Against this backdrop, our request to GPlusMedia stemmed from our question of what we can do in Tokyo to draw foreign tourists in Japan to Tottori. As the government aims to surpass more than 40 million international tourists in Japan in the run-up to the Tokyo 2020 Olympics, we wanted this campaign to show foreigners other regions [to visit] besides just the big cities.

However, attracting tourists from areas outside East Asia brings hurdles in terms of cost and distance. We’ve run PR campaigns directed at Western countries, but we have often been limited by distance and cost when trying to attract even one media outlet.

Thus, after meeting a representative from GPlusMedia, we began to wonder whether it would be more useful to convey — using the same methods as the GaijinPot services, the appeal of Tottori to foreigners already living in Tokyo.

First, we would like foreigners who live in Japanese urban areas come to Tottori. Then, we hope that, if they were to take pictures of what they saw there and write articles describing their experiences, it would have a ripple effect that would gradually reach the rest of the world.

What struggles did you encounter when producing this strategy?

YY: From a Japanese perspective, Tottori has a wealth of sightseeing resources. We have an endless number of sights, including the Tottori Sand Dunes, the Uradome Coast, San’in Kaigan Geopark, Mount Daisen, Kurayoshi White Wall Warehouses, Mizuki Shigeru Road, and Conan Road in the Gosho Aoyama Manga Factory. The food is abundant, with the famous Iwagaki oyster available in summer and the best crab in Japan caught in winter. The prefecture also offers many traditional crafts.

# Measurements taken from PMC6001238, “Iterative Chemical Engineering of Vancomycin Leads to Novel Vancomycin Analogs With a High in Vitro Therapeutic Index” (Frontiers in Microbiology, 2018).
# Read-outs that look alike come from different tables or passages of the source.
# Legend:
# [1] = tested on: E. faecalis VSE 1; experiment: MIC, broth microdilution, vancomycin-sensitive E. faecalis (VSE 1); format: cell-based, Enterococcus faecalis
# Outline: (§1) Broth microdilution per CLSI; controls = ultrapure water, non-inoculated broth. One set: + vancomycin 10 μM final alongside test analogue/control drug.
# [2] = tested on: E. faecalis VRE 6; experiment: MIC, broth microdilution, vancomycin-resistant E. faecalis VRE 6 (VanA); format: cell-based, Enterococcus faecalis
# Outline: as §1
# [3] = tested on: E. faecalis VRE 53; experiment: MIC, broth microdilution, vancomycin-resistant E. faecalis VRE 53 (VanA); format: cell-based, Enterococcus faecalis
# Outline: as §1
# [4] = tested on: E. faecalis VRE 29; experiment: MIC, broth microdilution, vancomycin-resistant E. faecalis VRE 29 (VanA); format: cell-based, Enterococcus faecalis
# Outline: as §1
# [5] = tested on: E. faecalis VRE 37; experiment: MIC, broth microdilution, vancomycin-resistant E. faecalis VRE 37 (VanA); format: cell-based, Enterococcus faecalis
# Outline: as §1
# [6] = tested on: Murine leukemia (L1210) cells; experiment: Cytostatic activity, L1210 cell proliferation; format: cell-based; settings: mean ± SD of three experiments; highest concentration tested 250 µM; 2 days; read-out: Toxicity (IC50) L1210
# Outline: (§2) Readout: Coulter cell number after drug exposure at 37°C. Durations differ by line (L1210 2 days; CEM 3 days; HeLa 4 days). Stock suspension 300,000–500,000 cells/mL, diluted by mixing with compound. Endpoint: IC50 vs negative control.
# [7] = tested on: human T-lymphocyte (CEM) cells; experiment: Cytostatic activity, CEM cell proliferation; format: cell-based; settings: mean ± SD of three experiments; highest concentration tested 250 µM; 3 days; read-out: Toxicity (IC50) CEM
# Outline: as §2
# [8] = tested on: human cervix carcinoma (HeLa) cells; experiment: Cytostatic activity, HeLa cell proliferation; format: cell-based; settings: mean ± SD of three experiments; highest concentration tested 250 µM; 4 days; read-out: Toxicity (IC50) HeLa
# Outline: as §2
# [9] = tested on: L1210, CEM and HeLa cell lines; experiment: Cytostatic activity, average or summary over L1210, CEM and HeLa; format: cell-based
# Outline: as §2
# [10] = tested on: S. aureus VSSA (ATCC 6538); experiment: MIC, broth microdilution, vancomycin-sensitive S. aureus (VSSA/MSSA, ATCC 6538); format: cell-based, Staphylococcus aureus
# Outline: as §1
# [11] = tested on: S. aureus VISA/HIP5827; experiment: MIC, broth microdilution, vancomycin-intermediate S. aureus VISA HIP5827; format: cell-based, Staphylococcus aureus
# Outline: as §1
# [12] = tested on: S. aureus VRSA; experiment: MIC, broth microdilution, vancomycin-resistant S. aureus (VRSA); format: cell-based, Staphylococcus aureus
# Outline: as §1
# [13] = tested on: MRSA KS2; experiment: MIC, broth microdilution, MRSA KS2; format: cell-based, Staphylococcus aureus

However, our problems were how to frame these elements and how to market their appeal for an international audience. Numerous local governments create pamphlets and other materials using translated commentaries written by Japanese people. However, I often feel like these materials fail to connect with foreigners, perhaps due to the differences in culture and rudimentary knowledge instilled in them.

I also think that we have done much of our PR planning from a Japanese perspective. Even if we bring in several foreign personnel, the majority of our staff consists of Japanese people, so our plans always end up being led by them. We were aware that we had to break through that barrier.

This time, we incorporated foreign staff who live in Japan from the planning stage, and they provided us with ideas about locations to visit. Moreover, all the foreign writers who visited Tottori put the feelings they experienced firsthand into English words.

Throughout the process of discussing the campaign and reading the completed articles, we discovered many aspects of Tottori that we had never noticed before.

Since many of the writers also speak Japanese, we were able to communicate smoothly during our discussions and meetings.

What impact did the campaign have? What impact do you expect it to have in the future?

YY: In Tokyo, GPlusMedia held events for its readers at Tottori Okayama Shimbashikan and Xex Nihonbashi, where its foreign staff gave presentations on the appeal of Tottori, showcased the Tottori tourism video we produced and ran lotteries for local specialties. The response we got from the international attendees of these events was unlike anything we have seen before.